With so many modern varieties around what’s the appeal of an old fashioned rose bush? How about romance, scent, nostalgia and sheer old-fashioned joy?

We all know that modern roses are easier to grow, kinder on the pocket and less tricky and troubling than their old fashioned counterparts but really, is there any substitute for an old fashioned rose sending its heady perfume into the evening as day slips to dusk. You won’t be able to resist burying your face in its scent making it worth the extra trouble you may have to go to in getting the plant established and growing healthily in your garden in the first place.

The rose, of course, has long held and special and often symbolic place in the hearts of us all – not just gardeners. Fossil records date wild roses back 35 million years – before humans – and of course, in modern times they have come to be used a symbols of love, beauty, war and even politics. Roses also played a key role in the distinctive Cottage Garden style of garden design which has its origins in English gardens and which combined what appears to be a jumbled together and informal growing of edible plants, flowers, fruits and vegetables in the small spaces surrounding the front and back of the tiny cottages where workers who served the big estates lived and fed their own families.

Today, the modern hybrid tea rose can appeal gangly and even somewhat spartan compared with the exuberant sprawl of an old-fashioned shrub or climbing rose with its single or double and heavily scented blooms. One of the most fragrant of the old fashioned roses is the Damask rose, which is still grown in Europe to deliver scent to perfumes. These roses can grow up to 6ft tall and work well gently arched over a pergola or canes to make a stunning vertical in a cottage or more formal garden design.

With thousands of rose types to choose from, we are literally spoilt for choice but if you want to start with a plant that will reward you with vigorous growth, fantastic scent and a flowers to cut and bring indoors in summer then here are three of our own favourite old-fashioned roses which are still sold today and which will, we promise, bring untold beauty – and scent – to your garden, year after year. Just be careful you don’t get hooked and find yourself digging up the borders to devote to rose growing.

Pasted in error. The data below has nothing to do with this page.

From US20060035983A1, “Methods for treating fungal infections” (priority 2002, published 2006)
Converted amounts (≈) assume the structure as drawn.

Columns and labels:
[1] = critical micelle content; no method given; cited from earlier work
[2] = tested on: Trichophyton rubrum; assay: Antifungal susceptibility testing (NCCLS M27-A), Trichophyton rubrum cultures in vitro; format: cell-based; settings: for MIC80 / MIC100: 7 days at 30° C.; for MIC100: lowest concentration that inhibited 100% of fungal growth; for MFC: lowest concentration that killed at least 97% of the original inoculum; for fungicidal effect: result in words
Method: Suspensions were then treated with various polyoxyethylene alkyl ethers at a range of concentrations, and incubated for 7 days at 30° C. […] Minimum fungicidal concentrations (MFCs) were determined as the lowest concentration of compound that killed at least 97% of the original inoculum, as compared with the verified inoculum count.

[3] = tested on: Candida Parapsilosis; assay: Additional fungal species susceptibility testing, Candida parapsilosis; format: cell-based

Old Blush (China) – could a name hint at more? Treasured by gardeners for its long flowering season (from early summer to late autumn) you can look forward to silvery blush pink, small pleasantly scented flowers that grow in clusters to brighten any corner of your cottage garden border.

Madam Hardy – a Damask rose and strong grower that can reach up to 2m in height this plant offers lush green leaves surrounding the purest of white roses flowers. Bury your nose in these for a soft lemony fragrance that will haunt you through the rest of your gardening life.

Rosa rugosa – this is a gorgeous, old-fashioned wild rose that is immune to disease, throws out scent like it’s going out of fashion and flowers repeatedly. Makes a great hedge and you can even use the petals in your cooking to make a stunning scented rose sorbet or even Rose petal shortbread biscuits!

Rosses are truly a bloom for all reasons.

Hope in Elizabeth – by Kathleen Norris           

‘From the train
it’s a city of roses
and rose keepers,
bald men in spectacles
and torn shirts.
There are miles of roses
in Elizabeth, New Jersey,

backyard arbors
shadowed by refineries
and the turnpike,
jungles of scrap,
still brown water, and poisoned marsh.

None of this matters
to the rose keepers of Elizabeth.
From the backyards of row houses
they bring forth pink roses, yellow roses
and around a house on its own
green plot, a hedge of roses, in red and white.

Surely faith and charity
are fine, but the greatest of these
is roses.’